Be a GM mode is for the true die-hard fan who wants to manage the rosters of an NHL team and their AHL affiliate, while keeping their team salary cap compliant, maintaining their players morale, keeping an eye on scouting reports, and devising on-ice strategies. The sheer amount of time which can be sunk into being an arm chair general manager is astounding, and that’s not even taking into account the time spent actually playing the matches. If hockey were a more popular sport in the United States, this mode could of potentially had its own game, similar to the Football Manager series. All the little options are there, from authentic cap penalties to offer sheets, making this the most realistic and engrossing Be a GM mode to date. While most of the default settings are fine for the average player looking to delve into the mode, for veteran players I’d definitely suggest changing the ‘Trade Difficulty’ setting to Hard, because trading Tomas Plekanec and Nikita Scherbak for Connor McDavid definitely puts a damper on the realism of the mode.

The much missed EASHL makes its return, with a sweeping suite of improvements. Gone are the days of having to grind for extended periods of time, or spend real money, just to compete. Players now choose their style of play on a game-by-game basis, and that’s it, you’re ready to hit the ice with the best of them. Ultra competitive players looking to simulate the real game as much a possible can set up a club, and take to the ice with their established team to compete for glory. The more casual player can enjoy the new Drop-In option, which will match them with like-minded individuals, allow them to pick a position and play style, and get right into the action. The EASHL has never felt as user friendly and balanced as it does in NHL 16.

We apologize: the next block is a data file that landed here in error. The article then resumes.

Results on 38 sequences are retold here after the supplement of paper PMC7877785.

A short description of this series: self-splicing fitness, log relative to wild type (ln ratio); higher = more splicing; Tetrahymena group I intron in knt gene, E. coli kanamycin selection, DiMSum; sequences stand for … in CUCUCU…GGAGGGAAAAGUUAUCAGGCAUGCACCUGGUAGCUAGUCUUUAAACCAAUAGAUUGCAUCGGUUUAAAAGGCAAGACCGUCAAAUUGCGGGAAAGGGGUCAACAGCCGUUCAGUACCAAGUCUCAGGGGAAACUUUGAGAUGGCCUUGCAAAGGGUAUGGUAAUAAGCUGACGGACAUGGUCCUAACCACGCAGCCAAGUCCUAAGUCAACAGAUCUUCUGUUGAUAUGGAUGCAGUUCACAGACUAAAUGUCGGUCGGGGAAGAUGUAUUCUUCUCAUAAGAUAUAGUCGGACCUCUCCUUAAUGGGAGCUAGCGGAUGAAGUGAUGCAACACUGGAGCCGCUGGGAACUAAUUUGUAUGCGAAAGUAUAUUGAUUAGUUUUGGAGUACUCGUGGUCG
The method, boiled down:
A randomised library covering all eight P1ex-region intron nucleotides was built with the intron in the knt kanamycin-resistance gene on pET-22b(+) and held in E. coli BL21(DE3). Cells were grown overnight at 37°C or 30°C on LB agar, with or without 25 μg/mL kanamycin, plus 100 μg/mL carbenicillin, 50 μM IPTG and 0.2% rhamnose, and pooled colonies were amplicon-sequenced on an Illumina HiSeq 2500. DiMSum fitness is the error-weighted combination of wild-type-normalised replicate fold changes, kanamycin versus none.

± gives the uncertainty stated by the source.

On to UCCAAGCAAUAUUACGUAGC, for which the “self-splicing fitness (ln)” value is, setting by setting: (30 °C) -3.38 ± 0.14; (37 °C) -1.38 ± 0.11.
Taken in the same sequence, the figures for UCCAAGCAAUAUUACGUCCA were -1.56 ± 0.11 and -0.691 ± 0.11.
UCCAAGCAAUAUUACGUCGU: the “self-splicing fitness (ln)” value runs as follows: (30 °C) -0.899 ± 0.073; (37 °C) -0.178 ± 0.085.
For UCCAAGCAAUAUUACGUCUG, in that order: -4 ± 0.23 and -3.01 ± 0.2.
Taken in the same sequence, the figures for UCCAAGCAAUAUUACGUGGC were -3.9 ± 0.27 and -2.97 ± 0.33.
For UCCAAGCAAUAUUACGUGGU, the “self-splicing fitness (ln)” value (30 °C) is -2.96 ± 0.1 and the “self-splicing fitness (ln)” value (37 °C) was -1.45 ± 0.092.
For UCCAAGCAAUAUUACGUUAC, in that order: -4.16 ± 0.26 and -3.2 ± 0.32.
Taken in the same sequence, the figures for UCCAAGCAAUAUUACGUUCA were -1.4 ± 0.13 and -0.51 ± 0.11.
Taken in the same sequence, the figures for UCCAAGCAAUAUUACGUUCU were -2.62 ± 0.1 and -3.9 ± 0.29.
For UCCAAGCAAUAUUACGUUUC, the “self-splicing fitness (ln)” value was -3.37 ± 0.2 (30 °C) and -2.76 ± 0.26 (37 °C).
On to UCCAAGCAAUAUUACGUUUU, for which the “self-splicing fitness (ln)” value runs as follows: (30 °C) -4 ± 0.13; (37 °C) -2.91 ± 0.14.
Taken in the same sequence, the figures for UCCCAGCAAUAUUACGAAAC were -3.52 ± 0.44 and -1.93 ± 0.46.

No matter which game mode you decide to play, you’ll be treated to a presentation style that attempts to best mimic an NHL on NBC broadcast, including play-by-play announcing by Michael “Doc” Emrick, color commentating by Eddie Olczyk, and rink-side analysis from Ray Ferraro. The corporate logos that pop up at every opportunity are easily ignored, as years of watching the game on television have trained us to see past them, but the poor commentary is not so easily forgiven. The first dozen times Doc Emrick screeched “WRISTER!” as I took a slap shot from the point made me laugh, but after a while all the nonsensical calls become irritating. Often transitions between Emrick and Ferraro are awkward, and sometimes all 3 of the commentators will be silent for extended periods of time, leading to 10+ seconds of dead air. Hockey is an extremely fast and frantic game, so expecting the commentators to match a real life broadcast is unrealistic, but it’s very disappointing when I unleash a crazy flurry of shots on goal, as the opposing goalie is flopping around the crease stopping everything, and none of the commentators say a word. It would be wonderful to have a custom soundtrack to play instead of the dull commentary provided to us, but for whatever reason custom soundtracks have been omitted. The licensed music is also lacking when compared to previous iterations, especially considering that only a handful of arenas in NHL 16 have the correct goal songs for the home team. While far from perfect, at least the commentary is better than listening to the same recycled Gary Thorne dialog that were we subjected to for 8 years between NHL 07-14.